He then told me that I have Fibromyalgia. I had never heard of this before. He semi-explained what it was, told me that I wouldn't die from it, and then told me that the treatment for it is self-care. There was nothing else. And that was that. I walked out of his office, sat in my car for what felt like hours, and I sobbed. How do I explain this to others?


I spent the next few months searching for answers. Did I get them? No. What I found were more questions than answers, really negative attitudes, and the realisation that in 2007, I was very much alone in this. So, I went all in. Full self-care. Everything you can possibly imagine. I lost a lot of weight, I exercised as much as my body would let me, I monitored everything I ate to ensure it was ‘balanced’, I took vitamins and minerals until my body rattled, I saw a psychologist, a hypnotherapist, a physiotherapist, an osteopath, a naturopath, a personal trainer, I went to yoga, I tried medication, mindfulness, I went back on psychotropic medication 'for my mental health', I moved to a warmer climate, I changed jobs. I essentially just tried to cover all bases.


Years went by, and now I was 33 years old. Nothing had changed. Literally nothing. Everything still hurt. Sometimes it felt worse than it ever was. Waking up in the night to ‘dead legs’, ‘dead arms’, constant feeling of tingling, tinnitus, locked jaw, feeling unrested and agitated. Why was this still happening to me? I was doing everything that I had been told to, and more. So, there I was, back at my GP. A different GP by this stage. She told me to try a new medication. I refused, and she was annoyed. So, she referred me to a rheumatologist and a neurologist.


I had been a nurse for 8 years by this stage. I understood the jargon. I knew what to ask. And, I had the money to splash out on being poked and prodded by the best money could buy. And, I was kindly and gently told me, there was nothing they could do, because I have Fibromyalgia. And still, no one had properly told me what this meant or what to do about it. 9 years later, and I felt absolutely distraught and desperate. A 33 year old woman should not feel as though they were living in the body of a 90 year old woman, and be met with shrugs and sad eyes from health professionals. But the reality was, they were right. There was nothing they could really do.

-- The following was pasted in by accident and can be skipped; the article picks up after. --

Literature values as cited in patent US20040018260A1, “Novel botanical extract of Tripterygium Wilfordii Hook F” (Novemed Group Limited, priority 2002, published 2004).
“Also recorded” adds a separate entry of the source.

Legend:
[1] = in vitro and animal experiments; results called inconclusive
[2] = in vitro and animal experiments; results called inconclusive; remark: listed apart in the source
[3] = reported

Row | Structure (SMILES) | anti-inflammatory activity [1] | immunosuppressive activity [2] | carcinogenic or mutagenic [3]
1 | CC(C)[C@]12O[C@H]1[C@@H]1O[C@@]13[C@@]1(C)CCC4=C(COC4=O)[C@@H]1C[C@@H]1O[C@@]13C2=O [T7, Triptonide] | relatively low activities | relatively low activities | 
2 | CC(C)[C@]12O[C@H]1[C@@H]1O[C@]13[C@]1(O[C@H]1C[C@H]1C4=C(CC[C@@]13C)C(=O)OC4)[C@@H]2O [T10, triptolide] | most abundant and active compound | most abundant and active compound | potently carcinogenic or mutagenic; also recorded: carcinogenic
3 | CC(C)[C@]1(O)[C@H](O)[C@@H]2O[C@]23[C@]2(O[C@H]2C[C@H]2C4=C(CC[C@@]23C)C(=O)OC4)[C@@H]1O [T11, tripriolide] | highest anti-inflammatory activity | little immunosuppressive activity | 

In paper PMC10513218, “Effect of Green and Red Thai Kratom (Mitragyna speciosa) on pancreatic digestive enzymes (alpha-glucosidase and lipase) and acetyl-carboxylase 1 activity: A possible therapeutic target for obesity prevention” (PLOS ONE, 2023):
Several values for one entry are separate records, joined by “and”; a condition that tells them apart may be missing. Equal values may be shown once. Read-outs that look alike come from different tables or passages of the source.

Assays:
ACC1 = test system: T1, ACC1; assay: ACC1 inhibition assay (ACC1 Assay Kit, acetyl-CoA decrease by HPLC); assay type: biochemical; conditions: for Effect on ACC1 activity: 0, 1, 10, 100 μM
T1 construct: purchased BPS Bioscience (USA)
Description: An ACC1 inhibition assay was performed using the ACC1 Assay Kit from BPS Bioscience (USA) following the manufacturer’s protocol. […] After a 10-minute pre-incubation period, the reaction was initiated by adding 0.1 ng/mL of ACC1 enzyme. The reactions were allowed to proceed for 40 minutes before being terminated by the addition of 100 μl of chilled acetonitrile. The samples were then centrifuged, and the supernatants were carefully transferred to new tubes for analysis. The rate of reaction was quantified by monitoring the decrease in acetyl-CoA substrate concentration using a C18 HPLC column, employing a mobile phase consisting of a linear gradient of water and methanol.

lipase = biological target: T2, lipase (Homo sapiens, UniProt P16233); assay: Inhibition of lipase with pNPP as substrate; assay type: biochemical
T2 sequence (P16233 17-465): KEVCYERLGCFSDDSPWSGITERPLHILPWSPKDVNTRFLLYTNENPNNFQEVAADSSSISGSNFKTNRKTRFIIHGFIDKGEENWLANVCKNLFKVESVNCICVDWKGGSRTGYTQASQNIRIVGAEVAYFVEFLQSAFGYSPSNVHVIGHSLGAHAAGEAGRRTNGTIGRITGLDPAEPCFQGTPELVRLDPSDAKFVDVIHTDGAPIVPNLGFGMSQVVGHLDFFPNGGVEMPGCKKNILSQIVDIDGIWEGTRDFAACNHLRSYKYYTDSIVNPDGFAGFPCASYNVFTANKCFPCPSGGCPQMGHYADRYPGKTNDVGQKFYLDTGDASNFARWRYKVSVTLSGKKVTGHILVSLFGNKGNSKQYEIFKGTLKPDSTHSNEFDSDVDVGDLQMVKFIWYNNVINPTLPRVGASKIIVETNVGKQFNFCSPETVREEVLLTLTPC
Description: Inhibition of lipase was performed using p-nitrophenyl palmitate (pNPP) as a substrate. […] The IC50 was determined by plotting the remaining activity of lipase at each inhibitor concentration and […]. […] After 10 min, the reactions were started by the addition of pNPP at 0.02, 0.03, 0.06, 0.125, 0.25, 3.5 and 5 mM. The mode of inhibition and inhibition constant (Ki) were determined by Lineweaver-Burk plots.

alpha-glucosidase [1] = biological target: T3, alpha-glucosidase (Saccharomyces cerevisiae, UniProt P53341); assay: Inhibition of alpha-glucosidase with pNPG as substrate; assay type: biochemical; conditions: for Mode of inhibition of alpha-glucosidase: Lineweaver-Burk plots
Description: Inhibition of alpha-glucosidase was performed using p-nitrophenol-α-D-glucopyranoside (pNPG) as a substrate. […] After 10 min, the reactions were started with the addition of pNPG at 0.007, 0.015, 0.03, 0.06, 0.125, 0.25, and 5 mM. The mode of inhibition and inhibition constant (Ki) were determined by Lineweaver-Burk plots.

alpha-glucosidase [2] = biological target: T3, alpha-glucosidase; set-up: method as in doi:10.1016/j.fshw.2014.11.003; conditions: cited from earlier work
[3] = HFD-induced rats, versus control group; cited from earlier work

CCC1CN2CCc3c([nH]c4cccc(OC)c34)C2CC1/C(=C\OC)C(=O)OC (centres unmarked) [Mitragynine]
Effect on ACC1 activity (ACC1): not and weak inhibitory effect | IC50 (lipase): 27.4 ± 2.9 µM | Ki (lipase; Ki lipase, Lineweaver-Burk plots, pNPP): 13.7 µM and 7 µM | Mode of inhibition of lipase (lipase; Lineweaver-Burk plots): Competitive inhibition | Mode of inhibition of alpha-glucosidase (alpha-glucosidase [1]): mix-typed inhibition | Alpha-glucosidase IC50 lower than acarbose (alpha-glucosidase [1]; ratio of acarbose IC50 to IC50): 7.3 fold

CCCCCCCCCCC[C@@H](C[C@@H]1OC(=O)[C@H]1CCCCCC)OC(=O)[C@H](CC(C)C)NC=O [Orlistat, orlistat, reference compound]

The only thing I could do, was a complete overhaul and shift my mindset completely. I realised that this was something I just had to learn to live with. I had no choice. It was not going anywhere. And so I did. I refused to let it get in my way. And since this time, I have continued to build a life for myself. I have progressed in my career. I have built an amazing life alongside someone who is incredibly supportive of me, with two little ones that our absolute world. Has it been easy? Never. Has it been worth hanging in there? Absolutely.


Surrendering to Fibromyalgia was never and will never be an option to me. I refuse to let it take a minute of life from me. My only regret? Keeping it so close to my chest for so long. I never spoke a word about it to others. Oh, the shame I felt, having an illness that people didn’t know about or knew so little about, that couldn’t be proven or treated, that health professionals laughed about because they thought it was fake and, “all in the mind”.


How I reconcile this? By being the health professional to others going through similar difficulties, that I wish I had in my life for all of those years.


Stay strong. Don't give up. And, never, ever, feel ashamed for an illness that you didn’t cause and you never invited into your life.